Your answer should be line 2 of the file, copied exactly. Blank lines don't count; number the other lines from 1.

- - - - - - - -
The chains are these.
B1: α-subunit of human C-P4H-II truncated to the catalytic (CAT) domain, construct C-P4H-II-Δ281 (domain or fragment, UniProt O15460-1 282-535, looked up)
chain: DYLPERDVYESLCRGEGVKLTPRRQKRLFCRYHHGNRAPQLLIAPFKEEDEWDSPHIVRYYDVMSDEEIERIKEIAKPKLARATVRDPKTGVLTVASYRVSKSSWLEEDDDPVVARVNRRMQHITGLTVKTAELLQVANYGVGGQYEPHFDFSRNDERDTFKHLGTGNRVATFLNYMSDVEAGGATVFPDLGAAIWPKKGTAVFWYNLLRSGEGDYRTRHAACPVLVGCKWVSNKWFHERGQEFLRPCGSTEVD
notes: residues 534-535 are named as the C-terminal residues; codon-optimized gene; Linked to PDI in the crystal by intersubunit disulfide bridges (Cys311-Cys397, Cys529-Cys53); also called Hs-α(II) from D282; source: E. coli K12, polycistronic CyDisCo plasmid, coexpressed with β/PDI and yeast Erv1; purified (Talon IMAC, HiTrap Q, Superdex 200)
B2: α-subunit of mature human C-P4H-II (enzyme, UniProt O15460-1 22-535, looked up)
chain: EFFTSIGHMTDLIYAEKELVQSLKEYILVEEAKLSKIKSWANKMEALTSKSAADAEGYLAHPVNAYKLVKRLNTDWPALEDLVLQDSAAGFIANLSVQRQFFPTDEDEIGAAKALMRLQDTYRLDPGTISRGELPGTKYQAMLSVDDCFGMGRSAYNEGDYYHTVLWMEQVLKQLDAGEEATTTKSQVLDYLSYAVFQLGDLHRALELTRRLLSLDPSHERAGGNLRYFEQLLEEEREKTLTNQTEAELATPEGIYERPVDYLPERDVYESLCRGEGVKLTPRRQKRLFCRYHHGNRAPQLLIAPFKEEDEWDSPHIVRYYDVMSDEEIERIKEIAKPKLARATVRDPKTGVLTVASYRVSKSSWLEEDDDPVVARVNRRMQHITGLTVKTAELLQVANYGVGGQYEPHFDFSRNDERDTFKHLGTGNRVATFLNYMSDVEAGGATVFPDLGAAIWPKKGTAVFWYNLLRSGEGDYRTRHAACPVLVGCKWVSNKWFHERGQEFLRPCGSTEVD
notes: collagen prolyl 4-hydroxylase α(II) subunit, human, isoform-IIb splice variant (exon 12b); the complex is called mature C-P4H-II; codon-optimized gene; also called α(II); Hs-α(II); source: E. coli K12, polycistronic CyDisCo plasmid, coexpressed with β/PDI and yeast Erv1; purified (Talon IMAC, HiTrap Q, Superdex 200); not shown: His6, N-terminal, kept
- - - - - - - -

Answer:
B1: α-subunit of human C-P4H-II truncated to the catalytic (CAT) domain, construct C-P4H-II-Δ281 (domain or fragment, UniProt O15460-1 282-535, looked up)